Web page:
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Poems About People

Table of Contents

  1. The People by Elizabeth Madox Roberts
  2. Difficult Definition by Anonymous
  3. A charm invests a face by Emily Dickinson
  4. A Portrait by Emily Dickinson
  5. The Shelter by Emily Dickinson
  6. The bone that has no marrow by Emily Dickinson
  7. At the Making of Man by Bliss Carman
  8. Solitude by Ella Wheeler Wilcox
  9. The House by the Side of the Road by Sam Walter Foss
  10. They Say by Anonymous
  11. Don't by Anonymous
  12. Variety by Ruby Archer

Turn, turn, my wheel! The human race,
Of every tongue, of every place,
Caucasian, Coptic, or Malay,
All that inhabit this great earth,
Whatever be their rank or worth,
Are kindred and allied by birth,
And made of the same clay.

– Henry Wadsworth Longfellow
The Song of the Potter
  1. The People

    by Elizabeth Madox Roberts

    The ants are walking under the ground,
    And the pigeons are flying over the steeple,
    And in between are the people.

  2. Difficult Definition

    by Amos Russel Wells

    What is a man? A bit of clay
    The rain dissolves and floats away;

    A diamond of lustre rare,
    Forever firm, forever fair;

    A bubble dancing on the stream,
    An empty film, a bursting gleam;

    A king upon a dateless throne,
    With all eternity his own;

    A mockery of love and hate,
    The play of time, the sport of fate;

    The conqueror of endless life,
    Victorious in every strife;

    Compact of virtue and of sin,
    Creation's matchiess harlequin;

    And each of these, in devious plan,
    Discernible in every man!

    Why, what Superior Scientist,
    What Erudite Anatomist,

    Could pick these creatures from the bog,
    And classify and catalogue?

  3. A charm invests a face

    by Emily Dickinson

    A charm invests a face
    Imperfectly beheld, —
    The lady dare not lift her veil
    For fear it be dispelled.

    But peers beyond her mesh,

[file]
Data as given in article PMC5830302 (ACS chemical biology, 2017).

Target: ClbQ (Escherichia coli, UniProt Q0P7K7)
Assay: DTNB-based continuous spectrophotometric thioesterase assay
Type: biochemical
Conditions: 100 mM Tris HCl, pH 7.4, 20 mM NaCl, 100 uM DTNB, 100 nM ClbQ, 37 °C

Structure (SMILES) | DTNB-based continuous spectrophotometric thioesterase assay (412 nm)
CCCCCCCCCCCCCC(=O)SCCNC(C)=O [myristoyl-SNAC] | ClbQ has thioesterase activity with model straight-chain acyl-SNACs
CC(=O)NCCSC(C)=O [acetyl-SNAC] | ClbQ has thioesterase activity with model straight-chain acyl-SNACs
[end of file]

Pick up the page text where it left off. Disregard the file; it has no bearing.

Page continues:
And wishes, and denies, —
    Lest interview annul a want
    That image satisfies.

  4. A Portrait

    >
    by Emily Dickinson

    A face devoid of love or grace,
    A hateful, hard, successful face,
    A face with which a stone
    Would feel as thoroughly at ease
    As were they old acquaintances, —
    First time together thrown.

  5. The Shelter

    by Emily Dickinson

    The body grows outside, —
    The more convenient way, —
    That if the spirit like to hide,
    Its temple stands alway

    Ajar, secure, inviting;
    It never did betray
    The soul that asked its shelter
    In timid honesty.

  6. The bone that has no marrow

    by Emily Dickinson

    The bone that has no marrow;
    What ultimate for that?
    It is not fit for table,
    For beggar, or for cat.

    A bone has obligations,
    A being has the same;
    A marrowless assembly
    Is culpabler than shame.

    But how shall finished creatures
    A function fresh obtain? —
    Old Nicodemus' phantom
    Confronting us again!

  7. At the Making of Man

    by Bliss Carman

    First all the host of Raphael
    In liveries of gold,
    Lifted the chorus on whose rhythm
    The spinning spheres are rolled, —
    The Seraphs of the morning calm
    Whose hearts are never cold.

    He shall be born a spirit,
    Part of the soul that yearns,
    The core of vital gladness
    That suffers and discerns,
    The stir that breaks the budding sheath
    When the green spring returns, —

    The gist of power and patience
    Hid in the plasmic clay,
    The calm behind the senses,
    The passionate essay
    To make his wise and lovely dream
    Immortal on a day.